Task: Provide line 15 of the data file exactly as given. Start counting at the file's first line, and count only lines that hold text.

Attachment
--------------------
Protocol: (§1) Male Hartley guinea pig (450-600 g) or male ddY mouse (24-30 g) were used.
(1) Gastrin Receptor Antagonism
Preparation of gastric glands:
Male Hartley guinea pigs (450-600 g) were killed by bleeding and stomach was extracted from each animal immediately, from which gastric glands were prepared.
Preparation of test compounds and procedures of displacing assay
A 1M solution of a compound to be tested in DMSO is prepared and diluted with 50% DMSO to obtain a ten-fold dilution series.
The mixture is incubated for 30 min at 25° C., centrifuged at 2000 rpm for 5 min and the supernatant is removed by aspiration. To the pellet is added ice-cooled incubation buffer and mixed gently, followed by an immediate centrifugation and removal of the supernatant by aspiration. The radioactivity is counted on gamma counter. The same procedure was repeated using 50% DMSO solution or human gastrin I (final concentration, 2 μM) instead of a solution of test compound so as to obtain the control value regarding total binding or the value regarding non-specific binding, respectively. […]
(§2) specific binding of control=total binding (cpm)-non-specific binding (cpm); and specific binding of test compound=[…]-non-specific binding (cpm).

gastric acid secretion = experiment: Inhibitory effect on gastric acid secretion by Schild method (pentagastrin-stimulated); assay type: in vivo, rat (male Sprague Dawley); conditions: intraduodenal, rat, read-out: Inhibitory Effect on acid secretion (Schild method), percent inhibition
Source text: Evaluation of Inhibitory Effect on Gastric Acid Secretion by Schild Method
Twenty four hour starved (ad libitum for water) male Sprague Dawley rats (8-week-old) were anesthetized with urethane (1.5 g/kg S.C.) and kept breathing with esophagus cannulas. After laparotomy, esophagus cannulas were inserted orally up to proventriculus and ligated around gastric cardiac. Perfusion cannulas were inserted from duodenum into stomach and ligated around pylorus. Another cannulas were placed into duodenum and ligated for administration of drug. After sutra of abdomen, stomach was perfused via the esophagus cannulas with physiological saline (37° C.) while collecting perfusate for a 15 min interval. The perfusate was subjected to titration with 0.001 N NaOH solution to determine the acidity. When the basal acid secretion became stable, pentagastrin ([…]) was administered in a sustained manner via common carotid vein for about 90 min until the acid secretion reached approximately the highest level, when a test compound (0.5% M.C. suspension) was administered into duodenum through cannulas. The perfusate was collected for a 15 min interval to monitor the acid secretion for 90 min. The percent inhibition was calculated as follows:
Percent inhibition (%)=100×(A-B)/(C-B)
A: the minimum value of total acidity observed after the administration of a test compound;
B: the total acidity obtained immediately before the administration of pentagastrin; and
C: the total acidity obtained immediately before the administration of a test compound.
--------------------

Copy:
C: the total acidity obtained immediately before the administration of a test compound.